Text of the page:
We sometimes talk about God the Creator as a way to avoid using Father. Father has three problems – firstly it is exclusively male whereas God is neither male nor female; it reinforces the notion that God is external to us and to Creation; and finally, not all of us had good experiences with our human fathers so Father can be an unpleasant rather than an intimate term. God the Creator has some pitfalls too; we have a tendency to think of an external God who created the world and then let it go. That is of course reinforced by the ancient stories of how God created the world bit by bit and saw that each part was good.

But today we understand God more as the connective tissue and the evolutionary power of the cosmos; the force that drives life. God is within us but God is much more than us, so we can still pray to God but she’s not a white guy with a big beard sitting on a cloud checking off a list to see whether we are naughty or nice. I wonder whether God the Source might be a better term – recognizing that all things seen and unseen come from the same Source.

And it is in this sense that God is Almighty. I have to admit I struggle with this term. Of course God the Source is almighty, but if she/he is also personal and friendly then why doesn’t she use her almighty power to prevent needless suffering? We pray and sometimes things obviously get better and sometimes they don’t. Many of you will remember Brian McHugh who used to substitute All-Compassionate in any prayer that said Almighty. Sometimes I do that too. But it doesn’t seem quite right.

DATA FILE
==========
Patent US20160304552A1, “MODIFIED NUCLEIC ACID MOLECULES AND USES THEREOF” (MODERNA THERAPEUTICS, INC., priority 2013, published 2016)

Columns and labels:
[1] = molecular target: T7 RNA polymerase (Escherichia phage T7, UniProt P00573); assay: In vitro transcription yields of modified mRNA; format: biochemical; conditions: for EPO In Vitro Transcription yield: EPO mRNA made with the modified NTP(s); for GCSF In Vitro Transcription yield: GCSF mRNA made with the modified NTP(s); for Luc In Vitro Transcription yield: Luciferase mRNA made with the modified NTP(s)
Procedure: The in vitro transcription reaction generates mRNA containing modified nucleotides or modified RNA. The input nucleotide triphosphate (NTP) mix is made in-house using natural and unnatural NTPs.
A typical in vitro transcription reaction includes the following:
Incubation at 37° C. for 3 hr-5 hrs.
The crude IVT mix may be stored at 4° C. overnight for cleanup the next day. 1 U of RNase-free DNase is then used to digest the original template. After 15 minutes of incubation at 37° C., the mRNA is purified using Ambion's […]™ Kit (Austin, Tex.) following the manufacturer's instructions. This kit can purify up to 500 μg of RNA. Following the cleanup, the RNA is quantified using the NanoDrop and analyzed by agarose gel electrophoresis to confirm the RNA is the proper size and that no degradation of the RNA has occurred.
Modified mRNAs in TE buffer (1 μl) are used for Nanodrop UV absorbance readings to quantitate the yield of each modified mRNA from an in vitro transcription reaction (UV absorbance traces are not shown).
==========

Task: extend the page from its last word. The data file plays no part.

Some would say that God is almighty but is limited by the options we humans create by our free will. God has given us free will but within that free will there are usually a limited number of options and making one choice closes off other options. Might it not be the same for God operating within this creation?

I don’t know.

But that is the way of God with humans. We can’t tie him up in a neat package with a bow. Whenever we think we’ve got one idea settled another comes unravelled. Which is why the Nicene Creed didn’t really settle the argument and also why we continue to use it today – as a starting off point, not a definitive statement.

And now I’m going to invite Donna+ to add her thoughts to this conversation…

[1] https://en.wikipedia.org/wiki/Constantine_the_Great_and_Christianity

[2] http://www.creeds.net/ancient/Nicene_Intro.htm

[3] http://www.catholicnewsherald.com/our-faith/200-news/roknewspager-yearfaith/2718-the-nicene-creed-and-its-origins?showall=&start=1